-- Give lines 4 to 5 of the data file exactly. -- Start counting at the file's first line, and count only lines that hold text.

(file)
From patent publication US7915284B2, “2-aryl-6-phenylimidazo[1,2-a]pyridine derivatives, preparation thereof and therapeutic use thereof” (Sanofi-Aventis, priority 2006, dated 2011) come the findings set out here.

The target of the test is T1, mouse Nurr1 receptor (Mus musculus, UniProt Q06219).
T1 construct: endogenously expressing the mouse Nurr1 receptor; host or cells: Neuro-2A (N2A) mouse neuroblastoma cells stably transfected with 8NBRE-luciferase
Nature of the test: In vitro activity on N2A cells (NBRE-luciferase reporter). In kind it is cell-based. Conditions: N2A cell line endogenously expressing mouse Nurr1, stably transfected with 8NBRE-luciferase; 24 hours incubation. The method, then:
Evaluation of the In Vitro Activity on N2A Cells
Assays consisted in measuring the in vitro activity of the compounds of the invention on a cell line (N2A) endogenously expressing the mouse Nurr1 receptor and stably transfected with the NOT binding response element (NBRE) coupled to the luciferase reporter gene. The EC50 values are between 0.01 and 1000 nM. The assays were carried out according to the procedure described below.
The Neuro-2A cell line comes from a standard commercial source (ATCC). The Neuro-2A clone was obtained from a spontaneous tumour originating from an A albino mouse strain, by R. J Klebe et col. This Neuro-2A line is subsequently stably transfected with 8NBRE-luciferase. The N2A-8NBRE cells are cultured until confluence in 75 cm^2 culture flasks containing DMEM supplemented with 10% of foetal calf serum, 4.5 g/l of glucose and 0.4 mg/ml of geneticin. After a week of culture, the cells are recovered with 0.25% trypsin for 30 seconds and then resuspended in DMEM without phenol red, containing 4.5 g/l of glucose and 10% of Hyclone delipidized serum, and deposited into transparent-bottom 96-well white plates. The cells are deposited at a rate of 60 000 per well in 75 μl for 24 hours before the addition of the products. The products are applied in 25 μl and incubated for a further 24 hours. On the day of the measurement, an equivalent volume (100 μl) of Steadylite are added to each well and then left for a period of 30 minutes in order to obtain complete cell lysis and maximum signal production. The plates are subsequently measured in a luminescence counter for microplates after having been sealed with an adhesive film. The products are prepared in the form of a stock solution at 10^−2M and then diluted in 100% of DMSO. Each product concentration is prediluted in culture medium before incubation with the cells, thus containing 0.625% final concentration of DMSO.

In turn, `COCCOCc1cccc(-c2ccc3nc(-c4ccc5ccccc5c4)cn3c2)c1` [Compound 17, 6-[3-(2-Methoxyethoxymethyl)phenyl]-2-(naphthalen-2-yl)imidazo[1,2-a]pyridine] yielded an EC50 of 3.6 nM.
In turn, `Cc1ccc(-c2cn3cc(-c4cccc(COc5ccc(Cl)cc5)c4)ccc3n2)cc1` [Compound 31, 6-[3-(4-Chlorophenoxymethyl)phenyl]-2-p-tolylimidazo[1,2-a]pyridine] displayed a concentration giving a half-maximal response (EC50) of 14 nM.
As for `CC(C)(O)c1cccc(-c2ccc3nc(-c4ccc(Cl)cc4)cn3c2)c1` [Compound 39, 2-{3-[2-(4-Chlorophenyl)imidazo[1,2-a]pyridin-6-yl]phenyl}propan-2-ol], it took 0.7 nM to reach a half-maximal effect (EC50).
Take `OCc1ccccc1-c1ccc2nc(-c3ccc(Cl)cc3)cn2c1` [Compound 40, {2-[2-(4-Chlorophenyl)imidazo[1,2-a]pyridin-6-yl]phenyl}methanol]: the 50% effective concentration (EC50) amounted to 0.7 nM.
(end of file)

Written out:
Nature of the test: In vitro activity on N2A cells (NBRE-luciferase reporter). In kind it is cell-based. Conditions: N2A cell line endogenously expressing mouse Nurr1, stably transfected with 8NBRE-luciferase; 24 hours incubation. The method, then:
Evaluation of the In Vitro Activity on N2A Cells